Siegfried Sassoon

(1886 - 1967 / Kent / England)

Siegfried Sassoon Poems

1. Sporting Acquaintances 3/31/2010
2. The Road 3/31/2010
3. In An Underground Dressing Station 3/31/2010
4. Christ And The Soldier 11/25/2014
5. Before Day 3/31/2010
6. The Portrait 3/31/2010
7. The Road To Ruin 3/31/2010
8. The Triumph 3/31/2010
9. Because We Are Going 3/31/2010
10. Ex-Service 3/31/2010
11. Sassoon's Public Statement Of Defiance 3/31/2010
12. The Redeemer 3/31/2010
13. Today 1/3/2003
14. Prelude: The Troops 3/31/2010
15. To Leonide Massine In ‘cleopatra’ 1/3/2003
16. Microcosmos 3/31/2010
17. Grandeur Of Ghosts 3/31/2010
18. The Rear-Guard 3/31/2010
19. What The Captain Said At The Point-To-Point 1/3/2003
20. Solar Eclipse 3/31/2010
21. South Wind 1/3/2003
22. Invocation 1/3/2003
23. The Working Party 1/3/2003
24. The Goldsmith 1/3/2003
25. Goblin Revel 1/3/2003
26. Thrushes 1/3/2003
27. The Fathers 1/3/2003
28. Joy-Bells 1/3/2003
29. Twelve Months After 1/3/2003
30. Villon 1/3/2003
31. Morning-Land 1/3/2003
32. Two Hundred Years After 1/3/2003
33. Wraiths 1/3/2003
34. On Passing The New Menin Gate 3/31/2010
35. Storm And Sunlight 1/3/2003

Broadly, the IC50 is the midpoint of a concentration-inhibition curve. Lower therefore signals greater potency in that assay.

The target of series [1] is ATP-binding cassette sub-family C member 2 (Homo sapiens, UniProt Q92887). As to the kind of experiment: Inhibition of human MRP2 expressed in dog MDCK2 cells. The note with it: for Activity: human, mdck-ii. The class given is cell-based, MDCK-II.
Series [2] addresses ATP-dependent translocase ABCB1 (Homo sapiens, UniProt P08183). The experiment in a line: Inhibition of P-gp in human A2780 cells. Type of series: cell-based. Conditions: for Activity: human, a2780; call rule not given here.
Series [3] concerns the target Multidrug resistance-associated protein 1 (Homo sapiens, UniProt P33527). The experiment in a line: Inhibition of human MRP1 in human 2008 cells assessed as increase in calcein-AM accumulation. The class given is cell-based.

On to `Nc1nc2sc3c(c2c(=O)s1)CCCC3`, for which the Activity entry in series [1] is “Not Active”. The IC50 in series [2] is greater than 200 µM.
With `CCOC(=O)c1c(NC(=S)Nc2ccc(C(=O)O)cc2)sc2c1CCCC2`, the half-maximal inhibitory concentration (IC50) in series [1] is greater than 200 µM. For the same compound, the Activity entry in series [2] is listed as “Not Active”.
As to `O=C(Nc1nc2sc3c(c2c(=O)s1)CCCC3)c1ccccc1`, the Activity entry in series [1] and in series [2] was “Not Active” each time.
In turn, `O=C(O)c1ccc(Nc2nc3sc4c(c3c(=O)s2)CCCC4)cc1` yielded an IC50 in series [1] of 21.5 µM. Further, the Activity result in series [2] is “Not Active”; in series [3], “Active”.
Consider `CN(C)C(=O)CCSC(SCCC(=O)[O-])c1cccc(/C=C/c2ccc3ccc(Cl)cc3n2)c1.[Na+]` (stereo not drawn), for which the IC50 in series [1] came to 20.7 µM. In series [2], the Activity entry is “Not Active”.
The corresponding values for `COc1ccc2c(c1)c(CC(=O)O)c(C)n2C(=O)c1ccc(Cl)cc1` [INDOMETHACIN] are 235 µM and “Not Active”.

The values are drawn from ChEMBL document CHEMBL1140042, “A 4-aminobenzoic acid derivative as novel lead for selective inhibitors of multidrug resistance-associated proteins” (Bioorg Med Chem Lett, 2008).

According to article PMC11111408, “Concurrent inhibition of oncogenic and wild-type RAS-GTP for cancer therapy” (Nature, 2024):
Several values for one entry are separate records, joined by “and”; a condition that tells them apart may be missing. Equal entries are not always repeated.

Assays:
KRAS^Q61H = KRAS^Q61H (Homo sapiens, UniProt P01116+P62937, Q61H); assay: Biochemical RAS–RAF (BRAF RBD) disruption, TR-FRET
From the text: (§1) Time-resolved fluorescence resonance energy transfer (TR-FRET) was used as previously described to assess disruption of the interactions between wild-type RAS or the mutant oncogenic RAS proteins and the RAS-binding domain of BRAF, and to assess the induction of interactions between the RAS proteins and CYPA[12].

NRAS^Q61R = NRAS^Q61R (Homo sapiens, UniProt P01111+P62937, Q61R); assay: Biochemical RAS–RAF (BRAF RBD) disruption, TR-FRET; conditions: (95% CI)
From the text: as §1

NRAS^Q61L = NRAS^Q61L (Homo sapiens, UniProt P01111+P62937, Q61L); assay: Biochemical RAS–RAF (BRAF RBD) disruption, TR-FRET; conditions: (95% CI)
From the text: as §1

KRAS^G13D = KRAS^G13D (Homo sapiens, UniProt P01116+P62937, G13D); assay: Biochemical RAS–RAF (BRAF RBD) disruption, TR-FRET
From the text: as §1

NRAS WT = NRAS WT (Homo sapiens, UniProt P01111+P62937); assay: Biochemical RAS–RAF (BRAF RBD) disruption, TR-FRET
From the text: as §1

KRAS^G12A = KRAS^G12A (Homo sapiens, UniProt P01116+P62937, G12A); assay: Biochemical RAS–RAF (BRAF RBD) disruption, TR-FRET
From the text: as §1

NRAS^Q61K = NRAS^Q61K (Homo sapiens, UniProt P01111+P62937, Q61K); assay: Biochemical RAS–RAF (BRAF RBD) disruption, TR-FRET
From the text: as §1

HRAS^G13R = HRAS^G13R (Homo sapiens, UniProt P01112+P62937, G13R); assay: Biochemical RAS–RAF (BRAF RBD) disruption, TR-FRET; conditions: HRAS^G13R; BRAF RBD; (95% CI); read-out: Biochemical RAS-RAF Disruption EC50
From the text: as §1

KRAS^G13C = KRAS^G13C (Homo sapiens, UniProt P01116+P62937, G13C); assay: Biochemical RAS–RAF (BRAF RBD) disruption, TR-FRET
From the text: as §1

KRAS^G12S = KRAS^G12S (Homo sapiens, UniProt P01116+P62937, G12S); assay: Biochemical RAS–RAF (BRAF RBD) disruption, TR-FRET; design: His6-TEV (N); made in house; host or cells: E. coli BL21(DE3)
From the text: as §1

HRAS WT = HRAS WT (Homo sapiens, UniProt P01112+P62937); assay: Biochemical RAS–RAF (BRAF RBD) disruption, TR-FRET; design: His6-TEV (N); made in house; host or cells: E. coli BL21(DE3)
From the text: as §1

36. The Investiture 1/3/2003
37. Editorial Impressions 1/3/2003
38. The Road 1/3/2003
39. Wonderment 1/3/2003
40. Stand-To: Good Friday Morning 1/3/2003
Best Poem of Siegfried Sassoon

Suicide In The Trenches

I knew a simple soldier boy
Who grinned at life in empty joy,
Slept soundly through the lonesome dark,
And whistled early with the lark.

In winter trenches, cowed and glum,
With crumps and lice and lack of rum,
He put a bullet through his brain.
No one spoke of him again.

You smug-faced crowds with kindling eye
Who cheer when soldier lads march by,
Sneak home and pray you'll never know
The hell where youth and laughter go.

Read the full of Suicide In The Trenches

The General

‘Good-morning; good-morning!’ the General said
When we met him last week on our way to the line.
Now the soldiers he smiled at are most of ’em dead,
And we’re cursing his staff for incompetent swine.
‘He’s a cheery old card,’ grunted Harry to Jack
As they slogged up to Arras with rifle and pack.

. . . .
But he did for them both by his plan of attack.

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